Answer: I think your tree is probably suffering some transplant shock and possibly also too much sun. The indication for partial shade in southern climates is an indication that the plant does not tolerate extreme heat very well -- and your area is a bit borderline on that score. ALso, summer is the most stressful time to plant becuase it is the hottest part of the year and also tends to suffer dry spells.
I would have suggested a spot in full sun most of or all morning (six hours of direct sun including noon is technically considered a full sun location) or a very bright dappled light all day with maybe a little more direct sun in the morning, but I would not plant it in afternoon-only sun or full sun all day. I have seen plants able to tolerate that, but it takes some careful siting and also some adjustment time. It would be better in full sun on say a cool northern slope than on a hot west or southern slope, or near concrete or a building reflecting heat onto it.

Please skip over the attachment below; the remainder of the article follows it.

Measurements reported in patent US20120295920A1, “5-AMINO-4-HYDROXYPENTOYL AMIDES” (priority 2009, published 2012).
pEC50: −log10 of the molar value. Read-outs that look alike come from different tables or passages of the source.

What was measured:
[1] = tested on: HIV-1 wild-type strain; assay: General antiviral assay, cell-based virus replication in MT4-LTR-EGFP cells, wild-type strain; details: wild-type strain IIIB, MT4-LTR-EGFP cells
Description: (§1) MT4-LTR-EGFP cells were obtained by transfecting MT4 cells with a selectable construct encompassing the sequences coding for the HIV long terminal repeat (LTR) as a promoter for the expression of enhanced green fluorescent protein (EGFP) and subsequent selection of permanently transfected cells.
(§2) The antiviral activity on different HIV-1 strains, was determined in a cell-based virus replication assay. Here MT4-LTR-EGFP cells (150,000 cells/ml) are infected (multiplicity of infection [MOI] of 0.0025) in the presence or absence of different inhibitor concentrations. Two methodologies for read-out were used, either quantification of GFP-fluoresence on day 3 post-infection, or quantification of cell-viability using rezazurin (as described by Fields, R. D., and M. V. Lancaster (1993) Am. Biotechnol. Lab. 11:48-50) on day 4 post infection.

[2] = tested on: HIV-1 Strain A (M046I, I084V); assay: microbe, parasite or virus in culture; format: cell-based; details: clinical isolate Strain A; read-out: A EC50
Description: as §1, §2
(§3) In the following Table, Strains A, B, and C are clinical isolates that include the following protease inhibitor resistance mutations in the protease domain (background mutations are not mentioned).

If planted in full sun all day, it is really important that the soil be organic and humusy and stay evenly moist but without becoming saturated or sopping wet. This is a shallow rooted plant that needs both air and moisture at the roots.
At this point, since it is newly planted, it might be better to move it to a better spot or provide it some afternoon shade (eg a patio umbrella will do) and then move it this fall. If you are determined to keep it where it is, shade it in the afternoons for the rest of this summer, keep the soil evenly damp but not sopping wet, and see if can do better next summer when it is more established. If not, consider moving it in the fall.
In the meantime, careful watering, a flat layer of organic mulch over the root area (do not allow it to touch the bark) and patience are about all you can do. Do not fertilize it as this will stress it more. Good luck with your tree!
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